Learn more about the medical cases the doctors of SGH have faced
The ABCs of medicine. A.B.C. It's as simple as that.
This mnemonic exists as an aid to doctors and medical professionals to remember the most important things when assessing and treating patients. Without an open airway, a person will suffocate even if their heart is beating. Without oxygen, the heart will stop beating. Without the heart beating, life will cease to exist. Each one depends on the other. Each one needs to be assessed, in that order, whenever a doctor comes upon any patient—conscious or unconscious—before they proceed.
As we state in Episode 606, I Saw What I Saw, the ABCs come as a part of Med School 101. A part of Med School 101 that Dr. April Kempner did not follow this evening...
What exactly is an inhalation injury?
Unbeknownst to many people, smoke inhalation actually remains the number one cause of death from indoor fires. When victims breathe in smoky air, they actually ingest a combustive combination of hot gaseous products including carbon monoxide and cyanide. These products essentially equal poison to your lungs.
What are the main complications of smoke inhalation?
1.) Thermal damage – When these toxic and combustive gases reach your airway, they can cause burns to the mucosal surfaces, causing swelling of the throat. If it reaches a severe stage, respiratory failure may ensue because the airway will swell up so much it cuts off the breathing—thus, the "A" of the ABCs—(and, like the tragic case of Cathy Becker); and a medical team will need to follow with endotracheal intubation, unless the airway is too swollen already to pass a tube.
2.) Asphyxiation – When carbon monoxide and cyanide enter the airway, these combustive gases use up much-needed oxygen for the body's tissues and circulation—the "C." The victim needs to be treated with 100% oxygen until the imbalances have resolved. They can't breathe (thus, the "B").
3.) Pulmonary irritation (Chemical injury) – When the body inhales the chemicals from the smoke, they can cause extensive tissue damage to the lung. Symptoms such as, "A," bronchospasm (narrowing of the airway), difficulty or increased rate of breathing, "B," and an accelerated heart rate, "C."
How can you tell if someone has been affected?
Start with the ABCs of emergency protocol!
You want to check out the airway and maintain cervical immobilization if any injury to the neck or head might exist. Check the patient's breathing, the respiratory rate, and lung movement. Then, go ahead and continue with circulation by determining consciousness, pulse rate, strength of pulse, and blood pressure.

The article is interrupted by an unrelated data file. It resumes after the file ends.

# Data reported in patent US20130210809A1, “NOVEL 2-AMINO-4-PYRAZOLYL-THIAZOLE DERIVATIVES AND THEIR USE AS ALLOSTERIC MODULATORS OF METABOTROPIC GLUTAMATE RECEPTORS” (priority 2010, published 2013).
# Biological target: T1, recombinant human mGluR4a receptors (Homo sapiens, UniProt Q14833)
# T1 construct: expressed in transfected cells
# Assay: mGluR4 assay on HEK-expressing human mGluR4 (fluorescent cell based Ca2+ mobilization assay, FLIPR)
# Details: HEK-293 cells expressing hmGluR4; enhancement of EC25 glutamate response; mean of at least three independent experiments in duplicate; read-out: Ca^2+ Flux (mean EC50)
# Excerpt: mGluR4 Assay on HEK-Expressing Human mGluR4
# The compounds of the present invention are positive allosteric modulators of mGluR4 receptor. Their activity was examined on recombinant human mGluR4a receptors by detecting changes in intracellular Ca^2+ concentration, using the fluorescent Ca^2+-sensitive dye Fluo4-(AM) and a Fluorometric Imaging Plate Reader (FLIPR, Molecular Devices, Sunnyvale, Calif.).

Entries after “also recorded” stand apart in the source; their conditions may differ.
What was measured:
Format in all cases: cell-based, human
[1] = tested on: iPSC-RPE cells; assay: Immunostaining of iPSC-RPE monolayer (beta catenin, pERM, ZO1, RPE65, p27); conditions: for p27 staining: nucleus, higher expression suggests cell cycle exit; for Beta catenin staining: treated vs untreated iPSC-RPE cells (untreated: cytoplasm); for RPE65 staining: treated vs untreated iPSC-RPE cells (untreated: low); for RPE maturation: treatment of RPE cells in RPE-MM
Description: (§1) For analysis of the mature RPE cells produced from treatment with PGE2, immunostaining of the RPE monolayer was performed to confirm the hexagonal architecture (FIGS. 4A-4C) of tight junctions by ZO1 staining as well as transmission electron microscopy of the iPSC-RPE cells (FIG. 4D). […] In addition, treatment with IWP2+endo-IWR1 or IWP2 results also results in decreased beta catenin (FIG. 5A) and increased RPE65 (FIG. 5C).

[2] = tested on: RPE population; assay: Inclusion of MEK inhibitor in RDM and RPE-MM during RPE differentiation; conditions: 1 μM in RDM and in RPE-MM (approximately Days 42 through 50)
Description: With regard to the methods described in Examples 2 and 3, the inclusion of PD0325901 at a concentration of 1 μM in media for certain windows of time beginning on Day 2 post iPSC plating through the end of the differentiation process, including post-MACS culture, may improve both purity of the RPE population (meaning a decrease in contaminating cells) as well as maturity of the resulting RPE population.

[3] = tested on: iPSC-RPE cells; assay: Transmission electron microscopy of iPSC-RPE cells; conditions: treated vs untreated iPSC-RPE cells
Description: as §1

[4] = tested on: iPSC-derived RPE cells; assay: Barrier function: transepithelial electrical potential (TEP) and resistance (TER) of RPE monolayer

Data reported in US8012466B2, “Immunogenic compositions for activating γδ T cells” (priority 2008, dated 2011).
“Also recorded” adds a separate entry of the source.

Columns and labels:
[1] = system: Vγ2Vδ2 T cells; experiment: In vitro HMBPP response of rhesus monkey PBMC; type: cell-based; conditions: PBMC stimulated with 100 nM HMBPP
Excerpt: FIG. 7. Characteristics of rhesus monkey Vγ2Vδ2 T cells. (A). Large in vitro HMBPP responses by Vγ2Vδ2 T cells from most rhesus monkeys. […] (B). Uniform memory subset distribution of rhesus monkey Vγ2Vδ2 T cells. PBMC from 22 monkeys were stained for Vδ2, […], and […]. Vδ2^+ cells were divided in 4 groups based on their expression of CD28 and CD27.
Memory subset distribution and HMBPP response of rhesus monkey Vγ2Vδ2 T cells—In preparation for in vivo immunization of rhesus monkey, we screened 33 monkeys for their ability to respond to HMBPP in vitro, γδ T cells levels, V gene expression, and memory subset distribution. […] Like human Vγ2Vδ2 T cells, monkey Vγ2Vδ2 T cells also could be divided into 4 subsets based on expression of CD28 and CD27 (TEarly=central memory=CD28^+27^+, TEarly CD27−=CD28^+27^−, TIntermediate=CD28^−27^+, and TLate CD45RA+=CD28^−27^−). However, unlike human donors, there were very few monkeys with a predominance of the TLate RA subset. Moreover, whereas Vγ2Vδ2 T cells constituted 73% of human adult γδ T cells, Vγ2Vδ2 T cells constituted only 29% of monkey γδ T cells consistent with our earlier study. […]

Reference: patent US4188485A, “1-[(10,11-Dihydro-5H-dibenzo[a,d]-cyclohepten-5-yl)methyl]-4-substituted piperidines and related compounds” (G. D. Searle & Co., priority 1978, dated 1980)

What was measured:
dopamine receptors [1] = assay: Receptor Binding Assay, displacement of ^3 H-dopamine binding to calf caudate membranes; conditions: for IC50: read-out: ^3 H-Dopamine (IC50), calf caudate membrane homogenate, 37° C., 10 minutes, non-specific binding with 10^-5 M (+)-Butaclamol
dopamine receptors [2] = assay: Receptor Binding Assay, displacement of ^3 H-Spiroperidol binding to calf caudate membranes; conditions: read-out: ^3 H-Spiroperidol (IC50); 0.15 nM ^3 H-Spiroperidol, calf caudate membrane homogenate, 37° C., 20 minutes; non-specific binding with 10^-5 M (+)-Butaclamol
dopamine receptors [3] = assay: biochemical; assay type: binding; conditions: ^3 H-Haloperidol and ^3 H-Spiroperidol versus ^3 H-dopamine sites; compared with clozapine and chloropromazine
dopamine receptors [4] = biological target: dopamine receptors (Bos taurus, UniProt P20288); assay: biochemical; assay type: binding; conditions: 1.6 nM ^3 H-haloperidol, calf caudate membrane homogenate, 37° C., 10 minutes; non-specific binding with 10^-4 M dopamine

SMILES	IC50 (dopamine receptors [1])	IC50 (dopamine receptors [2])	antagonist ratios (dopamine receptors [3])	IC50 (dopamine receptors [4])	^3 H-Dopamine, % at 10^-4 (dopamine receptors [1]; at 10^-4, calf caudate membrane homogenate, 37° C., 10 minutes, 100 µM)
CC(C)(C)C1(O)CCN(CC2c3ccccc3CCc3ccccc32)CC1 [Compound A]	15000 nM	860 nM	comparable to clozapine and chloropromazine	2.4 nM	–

Like I said, the ABCs.
A neurological exam should also be conducted, and the victim's clothes, if affected by the fire, need to be removed to prevent further burn injury. (This is generally referred to as the "D" and "E"—the neuro exam as disability and the removal of clothes as exposure).
Doctors should carefully determine whether or not respiratory failure may occur. If the airway or breathing seems compromised at all, treat aggressively. The pace at which respiratory failure can cause a cascading effect of injuries is extremely quick (like we saw tonight with Cathy Becker). Signs that indicate potential respiratory problems include: difficulty swallowing, hoarseness in the voice, wheezing, rapid breath sounds, and complaints of pain in the throat.
Also, if the victim has suffered from facial burns, soot in the throat/mouth, or singed facial hair, the medical professional should also consider this as a possible symptom of any airway problem.
So, what exactly went wrong tonight?
In the episode, April missed an extremely important step—checking the throat (doing a physical examination of the airway). If she had checked the throat, she would have seen the soot that Cathy inhaled—knowing she immediately needed to intubate to prevent further swelling of her pharynx. Or, at the very least, they should keep a CLOSE eye on her, watching her very carefully to try and intubate before it's too late.
April's failure to intubate early basically led to Cathy's rapid descent. If she had intubated, Cathy's airway would not have become too swollen to intubate, the chemicals wouldn't have built up in her body, and her lungs would not have collapsed. They wouldn't have had to do the cricothyrotomy (the "crike"), and she wouldn't have soon descended into pulmonary edema and A.R.D.S. (acute respiratory distress syndrome). Her organs started to shut down, soon causing her to code. The doctors did everything they could, but Cathy then went into DIC—disseminated intravascular coagulation—when the body's blood is unable to clot.
Cathy was gone. It was too late.
For more information, please visit: